From time to time, I like to provide you with examples on how to teach boys.
As I was walking past the office, Trajan, five years old, joined me to chatter about what five-year-olds chatter about. After a couple minutes, he suddenly stopped and asked, “Is it five minutes yet?” I laughed and said, “That depends on when the five minutes started.” Again he asked, “But is it up yet? Daddy told me to be back in five minutes. Is it up yet?”
In my great maturity and wisdom, I patiently answered, “Five minutes has to have a starting point in order to terminate at a given point. If you can’t tell me when it started, I can’t tell you when it is up.” He looked at me in exasperation and, I think, a measure of pity, and said, “Don’t you know when five minutes is up?” So having a great reservoir of answers, I stooped down in the driveway and drew a line with a rock, explaining, “Time is like a line; it is endless.” That sounded pretty wise to me. Then I drew a line intersecting the time line at a right angle and told him that this is the beginning of five minutes, and then drawing another intersecting line about two feet further down, I said, “And this is the end of five minutes.” Punctuating with the rock, pounding the line, I said, “A given period of time must have a beginning so it can have an end. If you don’t know the beginning, you can’t know the end.” There. I had explained it simply, with a visual aid. I was satisfied and was sure he was enlightened. I have an ability to get on the kids’ level. When I looked up, he was just staring in wonder, and in a tone of dismissal, he said, “Don’t you know when five minutes is up?”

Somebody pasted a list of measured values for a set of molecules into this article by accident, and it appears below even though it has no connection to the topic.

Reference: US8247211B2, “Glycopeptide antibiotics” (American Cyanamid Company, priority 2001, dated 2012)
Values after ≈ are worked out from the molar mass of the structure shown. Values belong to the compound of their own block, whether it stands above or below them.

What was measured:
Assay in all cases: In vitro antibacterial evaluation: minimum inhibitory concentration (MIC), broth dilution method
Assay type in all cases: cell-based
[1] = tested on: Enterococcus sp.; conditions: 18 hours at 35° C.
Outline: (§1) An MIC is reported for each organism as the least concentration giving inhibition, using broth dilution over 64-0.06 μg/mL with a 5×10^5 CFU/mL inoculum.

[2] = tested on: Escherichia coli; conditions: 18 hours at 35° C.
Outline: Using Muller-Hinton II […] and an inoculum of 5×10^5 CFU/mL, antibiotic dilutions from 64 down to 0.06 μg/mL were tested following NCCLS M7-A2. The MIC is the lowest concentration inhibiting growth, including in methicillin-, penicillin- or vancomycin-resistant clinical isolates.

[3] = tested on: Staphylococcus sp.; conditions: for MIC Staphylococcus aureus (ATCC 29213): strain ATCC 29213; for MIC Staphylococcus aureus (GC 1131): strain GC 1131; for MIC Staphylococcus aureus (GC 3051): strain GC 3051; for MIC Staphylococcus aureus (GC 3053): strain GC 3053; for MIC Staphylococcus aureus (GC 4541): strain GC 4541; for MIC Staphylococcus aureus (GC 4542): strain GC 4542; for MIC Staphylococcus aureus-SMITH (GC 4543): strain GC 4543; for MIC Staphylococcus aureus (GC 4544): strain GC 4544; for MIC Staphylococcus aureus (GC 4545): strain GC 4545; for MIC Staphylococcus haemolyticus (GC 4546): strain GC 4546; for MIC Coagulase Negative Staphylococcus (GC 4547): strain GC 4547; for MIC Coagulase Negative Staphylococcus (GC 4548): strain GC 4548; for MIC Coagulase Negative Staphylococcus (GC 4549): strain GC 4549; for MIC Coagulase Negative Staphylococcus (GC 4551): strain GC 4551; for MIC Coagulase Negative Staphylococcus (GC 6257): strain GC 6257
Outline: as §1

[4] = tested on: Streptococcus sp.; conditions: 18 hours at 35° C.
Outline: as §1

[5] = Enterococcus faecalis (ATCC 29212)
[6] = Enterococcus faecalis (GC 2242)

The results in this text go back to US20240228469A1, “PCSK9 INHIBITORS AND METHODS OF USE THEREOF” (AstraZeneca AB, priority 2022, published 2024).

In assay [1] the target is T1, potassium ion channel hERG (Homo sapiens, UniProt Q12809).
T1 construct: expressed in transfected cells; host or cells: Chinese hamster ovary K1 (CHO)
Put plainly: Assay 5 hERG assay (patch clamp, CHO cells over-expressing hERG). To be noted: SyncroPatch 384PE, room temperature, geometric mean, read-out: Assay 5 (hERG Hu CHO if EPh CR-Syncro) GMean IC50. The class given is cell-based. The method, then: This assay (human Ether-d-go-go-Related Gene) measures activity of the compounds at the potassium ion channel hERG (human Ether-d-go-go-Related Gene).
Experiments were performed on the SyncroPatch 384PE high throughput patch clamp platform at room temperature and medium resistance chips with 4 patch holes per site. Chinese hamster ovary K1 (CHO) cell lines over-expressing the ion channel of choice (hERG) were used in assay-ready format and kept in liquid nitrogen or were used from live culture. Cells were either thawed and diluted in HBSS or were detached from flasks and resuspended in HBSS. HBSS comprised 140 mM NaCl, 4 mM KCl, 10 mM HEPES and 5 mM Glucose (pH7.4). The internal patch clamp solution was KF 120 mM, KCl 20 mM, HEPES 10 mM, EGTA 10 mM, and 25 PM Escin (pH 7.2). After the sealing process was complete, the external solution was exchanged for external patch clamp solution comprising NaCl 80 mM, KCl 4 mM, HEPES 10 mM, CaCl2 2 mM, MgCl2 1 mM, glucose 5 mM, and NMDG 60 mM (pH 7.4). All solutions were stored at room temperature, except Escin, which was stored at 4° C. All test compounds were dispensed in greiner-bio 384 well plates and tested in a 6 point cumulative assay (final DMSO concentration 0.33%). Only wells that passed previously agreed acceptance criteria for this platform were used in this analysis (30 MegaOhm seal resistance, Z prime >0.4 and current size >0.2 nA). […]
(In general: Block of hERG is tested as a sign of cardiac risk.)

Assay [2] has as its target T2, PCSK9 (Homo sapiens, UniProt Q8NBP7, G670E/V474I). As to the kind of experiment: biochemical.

“No. . . I guess I don’t. Do you have any easier questions, like, where do babies come from?”

Michael Pearl